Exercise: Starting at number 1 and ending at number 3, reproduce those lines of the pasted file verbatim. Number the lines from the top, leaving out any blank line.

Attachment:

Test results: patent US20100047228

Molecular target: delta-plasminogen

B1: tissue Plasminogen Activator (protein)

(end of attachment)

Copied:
Test results: patent US20100047228

Molecular target: delta-plasminogen

B1: tissue Plasminogen Activator (protein)